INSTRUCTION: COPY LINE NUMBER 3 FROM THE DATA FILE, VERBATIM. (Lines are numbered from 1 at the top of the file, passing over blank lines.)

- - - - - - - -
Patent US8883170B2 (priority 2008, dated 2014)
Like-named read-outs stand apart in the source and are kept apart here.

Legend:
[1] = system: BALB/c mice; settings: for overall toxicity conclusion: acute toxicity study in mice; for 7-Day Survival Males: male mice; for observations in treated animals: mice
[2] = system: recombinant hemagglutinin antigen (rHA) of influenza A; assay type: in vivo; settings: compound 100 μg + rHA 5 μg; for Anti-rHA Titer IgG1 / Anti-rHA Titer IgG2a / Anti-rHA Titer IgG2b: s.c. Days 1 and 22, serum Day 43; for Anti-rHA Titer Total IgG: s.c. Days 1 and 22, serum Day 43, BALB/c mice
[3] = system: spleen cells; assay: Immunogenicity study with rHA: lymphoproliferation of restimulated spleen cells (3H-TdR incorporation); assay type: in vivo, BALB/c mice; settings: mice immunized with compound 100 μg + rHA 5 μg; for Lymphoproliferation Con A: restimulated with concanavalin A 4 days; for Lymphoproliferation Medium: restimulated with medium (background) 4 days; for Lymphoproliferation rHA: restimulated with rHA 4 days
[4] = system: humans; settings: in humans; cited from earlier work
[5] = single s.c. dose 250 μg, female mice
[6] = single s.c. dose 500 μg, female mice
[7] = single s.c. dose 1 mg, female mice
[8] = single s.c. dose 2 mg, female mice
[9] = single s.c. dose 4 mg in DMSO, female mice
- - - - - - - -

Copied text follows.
Legend: